I recently read that businesses are considering enforcing a dress code upon their remote employees while they are working from home.1 When I saw this, I was utterly flabbergasted.
Now, don’t get me wrong. I don’t think employees should wear sweatpants or pajamas on video conference calls. However, they should be allowed to wear whatever they darn well please the rest of the time.
I’ve heard all the hullabaloo about how “science and statistics say that people are more productive when they’re dressed for the job.” And yes, I do want you to read that in a Steve Urkel-esque voice while pushing your imaginary glasses up your nose. While I don’t necessarily disagree with this, I don’t outright agree either.
You might be wondering what makes me an authority on the subject. I have been working remotely since before it was cool. I know I sound like a hipster, so get over it. In my six years at CeSI, at least four of them have been remote work. I worked all the way in Indiana, which is three hours ahead of Seattle which is where CeSI is located. Yet, I was never once late for a phone or video call. Not to mention the fact that I was working full-time hours while getting my bachelor’s full-time. I am well versed in multi-tasking, working in 15-minute intervals, and functioning on four hours of sleep. Don’t tell my boss or my professors, but there were many times when I would work in class. Who needs taking notes when you’re an auditory learner anyways. Am I right?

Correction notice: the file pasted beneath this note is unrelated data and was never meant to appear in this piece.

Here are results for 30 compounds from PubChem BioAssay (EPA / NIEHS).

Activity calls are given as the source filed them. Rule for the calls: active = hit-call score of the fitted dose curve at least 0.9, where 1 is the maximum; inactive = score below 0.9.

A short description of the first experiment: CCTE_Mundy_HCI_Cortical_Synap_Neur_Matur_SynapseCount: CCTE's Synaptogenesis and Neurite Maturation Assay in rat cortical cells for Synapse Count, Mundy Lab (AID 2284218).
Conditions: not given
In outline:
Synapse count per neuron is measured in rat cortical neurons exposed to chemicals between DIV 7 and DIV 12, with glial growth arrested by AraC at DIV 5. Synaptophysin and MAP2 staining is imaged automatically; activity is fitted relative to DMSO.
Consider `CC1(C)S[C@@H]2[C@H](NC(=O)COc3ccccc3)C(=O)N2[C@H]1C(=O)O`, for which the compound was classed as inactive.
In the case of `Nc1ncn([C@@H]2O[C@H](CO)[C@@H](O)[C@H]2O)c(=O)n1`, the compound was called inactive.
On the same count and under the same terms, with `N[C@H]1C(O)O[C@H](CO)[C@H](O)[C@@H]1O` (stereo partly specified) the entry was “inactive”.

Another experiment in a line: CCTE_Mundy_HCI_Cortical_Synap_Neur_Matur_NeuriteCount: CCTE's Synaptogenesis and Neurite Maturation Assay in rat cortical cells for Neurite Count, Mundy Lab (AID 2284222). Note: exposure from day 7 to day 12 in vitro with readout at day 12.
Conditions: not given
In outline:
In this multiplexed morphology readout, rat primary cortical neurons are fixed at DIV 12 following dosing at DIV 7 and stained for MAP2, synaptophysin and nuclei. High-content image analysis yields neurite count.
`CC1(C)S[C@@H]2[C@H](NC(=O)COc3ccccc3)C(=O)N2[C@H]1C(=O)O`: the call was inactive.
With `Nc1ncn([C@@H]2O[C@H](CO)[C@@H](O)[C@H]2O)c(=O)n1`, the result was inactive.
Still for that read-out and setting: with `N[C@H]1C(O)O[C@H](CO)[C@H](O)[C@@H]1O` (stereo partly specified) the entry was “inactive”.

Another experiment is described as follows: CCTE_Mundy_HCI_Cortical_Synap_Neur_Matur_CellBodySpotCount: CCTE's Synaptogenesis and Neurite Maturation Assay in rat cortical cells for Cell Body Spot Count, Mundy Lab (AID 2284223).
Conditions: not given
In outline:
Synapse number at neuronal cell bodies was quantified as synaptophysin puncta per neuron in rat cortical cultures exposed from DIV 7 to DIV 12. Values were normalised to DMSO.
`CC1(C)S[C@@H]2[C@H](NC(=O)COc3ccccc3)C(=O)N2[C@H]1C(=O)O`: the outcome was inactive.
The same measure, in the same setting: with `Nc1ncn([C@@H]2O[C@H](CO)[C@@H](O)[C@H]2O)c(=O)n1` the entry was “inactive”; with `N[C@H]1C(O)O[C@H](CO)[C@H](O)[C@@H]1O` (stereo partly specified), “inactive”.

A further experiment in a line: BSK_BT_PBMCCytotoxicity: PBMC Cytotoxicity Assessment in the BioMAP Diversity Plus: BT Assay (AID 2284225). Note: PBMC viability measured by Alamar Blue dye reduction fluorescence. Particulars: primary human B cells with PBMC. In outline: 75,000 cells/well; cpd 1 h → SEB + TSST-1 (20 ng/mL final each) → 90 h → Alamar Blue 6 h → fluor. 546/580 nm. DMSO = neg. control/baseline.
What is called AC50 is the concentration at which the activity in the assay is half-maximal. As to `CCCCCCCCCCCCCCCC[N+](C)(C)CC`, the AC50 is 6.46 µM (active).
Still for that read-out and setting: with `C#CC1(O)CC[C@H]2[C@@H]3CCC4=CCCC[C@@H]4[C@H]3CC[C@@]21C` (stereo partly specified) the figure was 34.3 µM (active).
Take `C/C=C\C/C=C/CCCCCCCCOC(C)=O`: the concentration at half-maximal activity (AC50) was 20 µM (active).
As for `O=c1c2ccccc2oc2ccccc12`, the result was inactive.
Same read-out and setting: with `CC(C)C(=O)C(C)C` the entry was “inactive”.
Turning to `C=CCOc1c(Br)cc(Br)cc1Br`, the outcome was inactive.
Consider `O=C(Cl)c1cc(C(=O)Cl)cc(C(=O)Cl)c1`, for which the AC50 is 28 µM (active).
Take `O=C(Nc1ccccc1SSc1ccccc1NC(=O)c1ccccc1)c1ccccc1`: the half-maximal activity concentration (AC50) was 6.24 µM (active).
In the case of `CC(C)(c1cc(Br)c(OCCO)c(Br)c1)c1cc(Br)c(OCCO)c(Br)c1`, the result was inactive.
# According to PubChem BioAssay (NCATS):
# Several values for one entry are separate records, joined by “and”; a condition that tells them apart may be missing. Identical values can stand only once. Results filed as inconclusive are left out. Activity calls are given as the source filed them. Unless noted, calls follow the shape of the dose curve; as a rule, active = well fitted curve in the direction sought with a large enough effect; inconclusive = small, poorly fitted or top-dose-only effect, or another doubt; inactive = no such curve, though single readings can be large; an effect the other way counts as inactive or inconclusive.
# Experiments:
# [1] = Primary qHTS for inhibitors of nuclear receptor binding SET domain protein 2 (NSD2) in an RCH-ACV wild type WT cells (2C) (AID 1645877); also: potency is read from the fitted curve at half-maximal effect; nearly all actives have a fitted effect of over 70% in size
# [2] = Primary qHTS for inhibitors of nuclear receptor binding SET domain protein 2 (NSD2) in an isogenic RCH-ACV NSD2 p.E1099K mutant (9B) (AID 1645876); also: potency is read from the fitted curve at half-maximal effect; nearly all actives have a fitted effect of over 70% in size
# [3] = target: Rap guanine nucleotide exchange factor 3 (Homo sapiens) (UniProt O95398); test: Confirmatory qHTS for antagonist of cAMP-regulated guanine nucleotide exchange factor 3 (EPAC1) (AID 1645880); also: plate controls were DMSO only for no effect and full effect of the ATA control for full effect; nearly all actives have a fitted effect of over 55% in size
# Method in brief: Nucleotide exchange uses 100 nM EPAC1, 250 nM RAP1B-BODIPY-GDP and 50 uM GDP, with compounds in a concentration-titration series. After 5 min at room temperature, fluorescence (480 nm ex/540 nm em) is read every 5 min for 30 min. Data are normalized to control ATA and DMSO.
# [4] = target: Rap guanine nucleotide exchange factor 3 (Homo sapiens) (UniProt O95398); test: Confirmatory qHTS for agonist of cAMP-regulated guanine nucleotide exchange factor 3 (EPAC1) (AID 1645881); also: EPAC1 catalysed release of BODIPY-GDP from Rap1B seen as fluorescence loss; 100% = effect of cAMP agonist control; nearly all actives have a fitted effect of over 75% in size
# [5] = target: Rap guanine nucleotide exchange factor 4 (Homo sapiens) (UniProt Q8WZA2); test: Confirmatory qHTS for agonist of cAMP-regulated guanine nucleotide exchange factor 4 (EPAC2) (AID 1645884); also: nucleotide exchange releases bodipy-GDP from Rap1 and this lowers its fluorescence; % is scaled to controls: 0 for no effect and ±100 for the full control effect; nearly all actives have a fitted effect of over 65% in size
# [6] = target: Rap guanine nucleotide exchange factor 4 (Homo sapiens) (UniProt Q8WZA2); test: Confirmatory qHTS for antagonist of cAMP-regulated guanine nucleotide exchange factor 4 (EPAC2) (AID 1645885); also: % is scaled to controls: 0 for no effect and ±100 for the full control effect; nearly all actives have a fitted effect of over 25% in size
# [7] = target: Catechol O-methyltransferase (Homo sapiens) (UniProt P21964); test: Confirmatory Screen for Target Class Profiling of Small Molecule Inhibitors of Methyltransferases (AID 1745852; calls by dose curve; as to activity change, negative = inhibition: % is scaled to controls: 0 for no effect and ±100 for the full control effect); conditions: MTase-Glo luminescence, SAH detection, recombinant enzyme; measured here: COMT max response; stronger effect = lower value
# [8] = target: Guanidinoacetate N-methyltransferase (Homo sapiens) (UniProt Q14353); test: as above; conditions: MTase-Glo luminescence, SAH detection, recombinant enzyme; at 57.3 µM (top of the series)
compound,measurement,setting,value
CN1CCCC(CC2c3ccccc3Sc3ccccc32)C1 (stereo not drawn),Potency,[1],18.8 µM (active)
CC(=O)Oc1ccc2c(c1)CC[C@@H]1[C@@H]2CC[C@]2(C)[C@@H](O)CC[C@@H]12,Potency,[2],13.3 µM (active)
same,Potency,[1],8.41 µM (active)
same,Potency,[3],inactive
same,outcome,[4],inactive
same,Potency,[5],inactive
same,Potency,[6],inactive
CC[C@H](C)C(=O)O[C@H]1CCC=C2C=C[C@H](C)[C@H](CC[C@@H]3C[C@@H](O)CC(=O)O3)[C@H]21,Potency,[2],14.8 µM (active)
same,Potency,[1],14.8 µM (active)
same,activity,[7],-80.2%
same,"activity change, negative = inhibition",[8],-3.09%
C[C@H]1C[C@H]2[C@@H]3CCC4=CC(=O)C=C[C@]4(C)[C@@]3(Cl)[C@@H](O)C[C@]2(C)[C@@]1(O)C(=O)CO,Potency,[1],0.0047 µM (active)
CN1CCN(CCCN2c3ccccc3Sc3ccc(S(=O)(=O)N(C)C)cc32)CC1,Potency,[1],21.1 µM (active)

Anyhow, I know what it’s like to have to live life and work remotely at the same time. I’m still doing it to this day! This is why you can’t tell me that all people are more productive when “they’re dressed for success.” Do you think I worked full-time and graduated cum laude with a bachelor’s of English which requires you to read over 2,000 pages a week all while dressed in slacks and a blazer? You’d be lucky if you even saw me in jeans.
I know I’m definitely not the only one who has other things going on in life outside of work, especially in 2020. If that means possibly sacrificing a measly five hypothetical minutes of productivity just so that employees can wear sweatpants and not lose their sanity, I say “bring on the Champion.”
Watch me take it one step further in my next article “Op-Ed: Work From Home Freedoms Vol. II.”
Mezzacca, Marc. “The Work Wardrobe: Analysis of Changes Since COVID-19.” Coupon Follow. Retrieved 2020-10-20.
Smith, Allen, J.D. (2020-09-29). “Dress-Code Policies Reconsidered in the Pandemic.” SHRM. Retrieved 2020-10-20.